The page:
Cloudscheduler is a system to manage resources of local and remote compute clouds and makes those resources available to HTCondor pools. It examines the resource needs of idle jobs, then starts virtual machines (VMs) sized to suit those resource needs on allowed clouds with available resources. Using yaml files, cloudscheduler then provisions the VMs during the boot process with all necessary tools needed to register with HTCondor and run the experiment's jobs. Although we have run cloudscheduler in its first version for ATLAS and Belle-II workloads successfully for more than 10 years, we developed cloudscheduler version 2 (CSV2), a complete overhaul and modernization of cloudscheduler. We published the technical design of CSV2 in 2019, however, many features have been added since then and the system is used successfully in production for Belle-II, ATLAS, DUNE, and BaBar. In addition to using CSV2 as a WLCG grid site, we also run it as a service for other WLCG grid sites, and the Canadian Advanced Network for Astronomical Research (CANFAR) group uses its own instance of CSV2 for their astronomy workload. In this talk, we report on our experience in operating CSV2 for the different experiment's jobs from a user's and administrator's point of view, running on up to 10,000 cores across all experiments and clouds in North America, Australia, and Europe. We will also report on how to correctly account for the resource usage in the APEL system. CSV2 can be used with its own HTCondor system, but it can also extend an existing HTCondor system with cloud resources, for example in times of high demand of batch computing resources. We will detail how projects can be created and integrated with an existing or new HTCondor system, and how the monitoring works. We will also report on the integration of different clouds, as well as using the integrated opportunistic system. CSV2’s integrated opportunistic system allows the use of the same cloud for different experiments, giving one experiment the preferred usage and others an opportunity to make temporary use of idle resources. In addition, we report on how we worked with different cloud administrators to allow opportunistic use of idle cloud resources, managed by the cloud administrators through cloud metadata.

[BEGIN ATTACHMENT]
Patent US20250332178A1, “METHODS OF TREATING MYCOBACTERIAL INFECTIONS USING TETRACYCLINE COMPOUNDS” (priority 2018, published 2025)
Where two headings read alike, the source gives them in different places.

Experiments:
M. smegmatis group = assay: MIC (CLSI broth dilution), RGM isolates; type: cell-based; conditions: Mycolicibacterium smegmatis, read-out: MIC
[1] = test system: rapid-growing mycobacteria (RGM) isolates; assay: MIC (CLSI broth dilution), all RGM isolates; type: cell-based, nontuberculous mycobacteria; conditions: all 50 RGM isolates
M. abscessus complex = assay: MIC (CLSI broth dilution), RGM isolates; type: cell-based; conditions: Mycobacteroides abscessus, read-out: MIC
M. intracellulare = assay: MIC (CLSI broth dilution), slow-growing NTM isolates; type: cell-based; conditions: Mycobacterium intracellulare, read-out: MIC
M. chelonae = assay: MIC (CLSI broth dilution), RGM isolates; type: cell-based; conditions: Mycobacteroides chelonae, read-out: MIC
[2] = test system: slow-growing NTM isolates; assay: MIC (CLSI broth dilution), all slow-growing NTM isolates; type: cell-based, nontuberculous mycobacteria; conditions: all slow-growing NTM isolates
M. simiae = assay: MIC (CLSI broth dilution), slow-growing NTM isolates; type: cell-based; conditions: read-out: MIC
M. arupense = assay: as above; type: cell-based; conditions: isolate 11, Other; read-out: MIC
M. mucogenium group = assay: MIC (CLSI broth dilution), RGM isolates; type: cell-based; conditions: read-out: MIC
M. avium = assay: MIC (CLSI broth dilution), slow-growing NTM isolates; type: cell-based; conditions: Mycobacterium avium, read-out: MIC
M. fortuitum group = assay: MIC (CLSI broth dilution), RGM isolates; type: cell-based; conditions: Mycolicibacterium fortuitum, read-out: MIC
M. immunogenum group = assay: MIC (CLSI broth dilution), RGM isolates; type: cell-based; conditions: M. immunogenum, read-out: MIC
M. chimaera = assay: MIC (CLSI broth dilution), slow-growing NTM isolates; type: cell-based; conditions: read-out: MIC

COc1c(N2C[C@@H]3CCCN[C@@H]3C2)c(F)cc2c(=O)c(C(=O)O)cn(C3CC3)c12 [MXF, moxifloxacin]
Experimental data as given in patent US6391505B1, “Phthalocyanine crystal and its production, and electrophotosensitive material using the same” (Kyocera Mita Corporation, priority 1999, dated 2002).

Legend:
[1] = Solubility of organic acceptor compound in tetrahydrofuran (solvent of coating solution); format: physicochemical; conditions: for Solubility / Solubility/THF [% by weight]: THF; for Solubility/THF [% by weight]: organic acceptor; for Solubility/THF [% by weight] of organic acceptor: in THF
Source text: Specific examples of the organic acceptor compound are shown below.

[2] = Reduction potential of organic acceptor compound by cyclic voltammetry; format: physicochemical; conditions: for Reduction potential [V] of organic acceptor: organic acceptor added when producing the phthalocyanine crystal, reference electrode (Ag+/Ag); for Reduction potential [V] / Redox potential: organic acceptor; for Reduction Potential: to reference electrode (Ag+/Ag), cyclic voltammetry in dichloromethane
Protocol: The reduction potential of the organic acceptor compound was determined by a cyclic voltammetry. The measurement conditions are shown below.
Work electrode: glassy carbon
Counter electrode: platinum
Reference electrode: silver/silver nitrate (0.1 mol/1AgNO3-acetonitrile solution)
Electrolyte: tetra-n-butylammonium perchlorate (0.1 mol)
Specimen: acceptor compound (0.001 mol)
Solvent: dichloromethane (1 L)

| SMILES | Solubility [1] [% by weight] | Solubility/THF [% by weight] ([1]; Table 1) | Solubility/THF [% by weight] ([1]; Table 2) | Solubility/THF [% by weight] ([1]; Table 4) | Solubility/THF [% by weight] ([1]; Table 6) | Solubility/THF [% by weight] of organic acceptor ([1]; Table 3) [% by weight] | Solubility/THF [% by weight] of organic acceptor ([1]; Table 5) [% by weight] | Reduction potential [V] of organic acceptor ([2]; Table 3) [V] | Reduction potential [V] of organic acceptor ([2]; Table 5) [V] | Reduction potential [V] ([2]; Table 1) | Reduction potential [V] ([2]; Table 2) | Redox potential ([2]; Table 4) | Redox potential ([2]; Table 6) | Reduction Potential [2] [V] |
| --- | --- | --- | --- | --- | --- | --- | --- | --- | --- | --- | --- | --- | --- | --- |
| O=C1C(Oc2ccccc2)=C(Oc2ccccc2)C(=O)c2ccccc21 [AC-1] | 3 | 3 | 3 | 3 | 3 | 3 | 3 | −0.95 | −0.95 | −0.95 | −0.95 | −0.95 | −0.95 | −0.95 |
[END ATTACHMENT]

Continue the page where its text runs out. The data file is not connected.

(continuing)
|Consider for long presentation||Yes|